Tobin, James

▪ 2003

      American economist (b. March 5, 1918, Champaign, Ill.—d. March 11, 2002, New Haven, Conn.), was awarded the Nobel Prize for Economics in 1981 for his portfolio selection theory—a theoretical formulation of investment behaviour that offered valuable insight into financial markets. After serving in the U.S. Navy during World War II, Tobin taught economics at Harvard University from 1946 to 1950 and earned a Ph.D. there in 1947. In 1950 he joined the faculty of Yale University, where he was appointed professor in 1955; he worked at Yale until his retirement in 1988. Tobin, perhaps the most prominent American supporter of the theories of British economist John Maynard Keynes, argued that monetary policy was particularly effective in the area of capital investment and that interest rates were an important factor in capital investment but not the only one. His portfolio selection theory explained the tendency of individuals to distribute their wealth among different investments. Tobin served for two years on the Council of Economic Advisers under Pres. John F. Kennedy. He also served as an adviser to Democratic presidential candidate George McGovern in 1972. That year his proposal for a tax on foreign-exchange transactions attracted wide attention; the “Tobin tax” was later championed by antiglobalization activists, though Tobin himself, an ardent supporter of free trade, repudiated them. A prolific writer, he published some 500 articles and 16 books, including National Economic Policy (1966), four volumes of Essays in Economics (1971–96), and The New Economics One Decade Older (1974).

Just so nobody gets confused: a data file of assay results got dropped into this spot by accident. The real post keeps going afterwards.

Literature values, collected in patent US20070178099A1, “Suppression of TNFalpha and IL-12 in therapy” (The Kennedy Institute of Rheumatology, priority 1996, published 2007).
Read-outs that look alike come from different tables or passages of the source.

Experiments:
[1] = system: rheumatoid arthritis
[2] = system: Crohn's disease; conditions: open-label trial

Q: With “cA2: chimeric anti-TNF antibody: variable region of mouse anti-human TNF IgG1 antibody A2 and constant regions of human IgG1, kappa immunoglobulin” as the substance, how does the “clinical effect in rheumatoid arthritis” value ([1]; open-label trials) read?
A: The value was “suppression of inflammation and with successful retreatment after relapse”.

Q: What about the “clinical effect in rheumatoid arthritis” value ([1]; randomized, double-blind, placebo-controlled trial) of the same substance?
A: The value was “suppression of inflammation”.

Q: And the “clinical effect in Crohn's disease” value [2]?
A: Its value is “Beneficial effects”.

* * *

▪ American economist
born March 5, 1918, Champaign, Illinois, U.S.
died March 11, 2002, New Haven, Connecticut

      American economist whose contributions to the theoretical formulation of investment behaviour offered valuable insights into financial markets. His work earned him the Nobel Prize for Economics in 1981.

      After taking degrees from Harvard University (B.A., 1939; Ph.D., 1947), Tobin spent 1941–42 as an economist with the Office of Price Administration in Washington, D.C. During World War II he served in the Naval Reserve, rising to second in command of the destroyer USS Kearney. In 1950 he joined the faculty of Yale University, where in 1957 he became the Sterling Professor of Economics. In addition to teaching, he served as director of the Cowles Foundation for Research in Economics from 1955 to 1961 and again from 1964 to 1965.

      Tobin, regarded by many as the most distinguished American Keynesian (Keynesian economics) economist, argued that monetary policy is effective in only one area—capital investment—and that interest rates are an important factor in capital investment but not the only one. He introduced “Tobin's q,” the ratio of the market value of an asset to its replacement cost. If an asset's q is greater than one, then new investment in similar assets will be profitable.